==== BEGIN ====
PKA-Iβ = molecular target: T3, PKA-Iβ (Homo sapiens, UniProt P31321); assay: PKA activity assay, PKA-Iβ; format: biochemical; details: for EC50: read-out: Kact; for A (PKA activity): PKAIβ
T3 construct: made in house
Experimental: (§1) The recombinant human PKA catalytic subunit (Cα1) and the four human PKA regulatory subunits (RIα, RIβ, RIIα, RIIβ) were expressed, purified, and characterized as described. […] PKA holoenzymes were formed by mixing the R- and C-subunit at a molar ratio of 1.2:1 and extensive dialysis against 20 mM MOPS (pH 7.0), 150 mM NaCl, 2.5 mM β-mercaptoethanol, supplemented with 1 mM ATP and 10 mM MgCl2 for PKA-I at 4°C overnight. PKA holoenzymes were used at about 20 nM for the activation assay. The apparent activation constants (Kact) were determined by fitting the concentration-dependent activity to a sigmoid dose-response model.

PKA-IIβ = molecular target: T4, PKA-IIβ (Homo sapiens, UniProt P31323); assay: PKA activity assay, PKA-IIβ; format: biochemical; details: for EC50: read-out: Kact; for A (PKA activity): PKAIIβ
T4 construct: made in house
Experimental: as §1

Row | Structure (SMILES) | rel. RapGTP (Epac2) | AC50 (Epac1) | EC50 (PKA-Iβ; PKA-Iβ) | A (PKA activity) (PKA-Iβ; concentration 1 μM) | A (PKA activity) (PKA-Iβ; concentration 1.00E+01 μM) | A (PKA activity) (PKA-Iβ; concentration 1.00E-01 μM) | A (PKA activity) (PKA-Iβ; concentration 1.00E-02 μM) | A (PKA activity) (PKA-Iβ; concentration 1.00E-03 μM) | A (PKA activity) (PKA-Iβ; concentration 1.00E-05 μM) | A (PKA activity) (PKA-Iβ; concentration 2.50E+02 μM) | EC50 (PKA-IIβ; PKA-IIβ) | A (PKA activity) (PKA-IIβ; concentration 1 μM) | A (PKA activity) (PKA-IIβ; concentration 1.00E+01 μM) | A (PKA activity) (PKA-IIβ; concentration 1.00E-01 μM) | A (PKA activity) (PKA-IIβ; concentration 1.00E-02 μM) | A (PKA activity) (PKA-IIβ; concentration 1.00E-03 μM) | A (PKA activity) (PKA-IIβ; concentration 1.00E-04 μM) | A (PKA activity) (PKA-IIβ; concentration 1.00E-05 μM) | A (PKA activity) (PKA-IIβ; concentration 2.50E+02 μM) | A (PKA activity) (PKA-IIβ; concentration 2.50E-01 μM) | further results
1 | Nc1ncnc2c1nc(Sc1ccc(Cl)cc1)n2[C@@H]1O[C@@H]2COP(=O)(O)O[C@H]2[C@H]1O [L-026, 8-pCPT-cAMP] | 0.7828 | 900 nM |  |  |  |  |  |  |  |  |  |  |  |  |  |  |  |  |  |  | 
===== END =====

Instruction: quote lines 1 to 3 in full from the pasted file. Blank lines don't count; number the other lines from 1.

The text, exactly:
PKA-Iβ = molecular target: T3, PKA-Iβ (Homo sapiens, UniProt P31321); assay: PKA activity assay, PKA-Iβ; format: biochemical; details: for EC50: read-out: Kact; for A (PKA activity): PKAIβ
T3 construct: made in house
Experimental: (§1) The recombinant human PKA catalytic subunit (Cα1) and the four human PKA regulatory subunits (RIα, RIβ, RIIα, RIIβ) were expressed, purified, and characterized as described. […] PKA holoenzymes were formed by mixing the R- and C-subunit at a molar ratio of 1.2:1 and extensive dialysis against 20 mM MOPS (pH 7.0), 150 mM NaCl, 2.5 mM β-mercaptoethanol, supplemented with 1 mM ATP and 10 mM MgCl2 for PKA-I at 4°C overnight. PKA holoenzymes were used at about 20 nM for the activation assay. The apparent activation constants (Kact) were determined by fitting the concentration-dependent activity to a sigmoid dose-response model.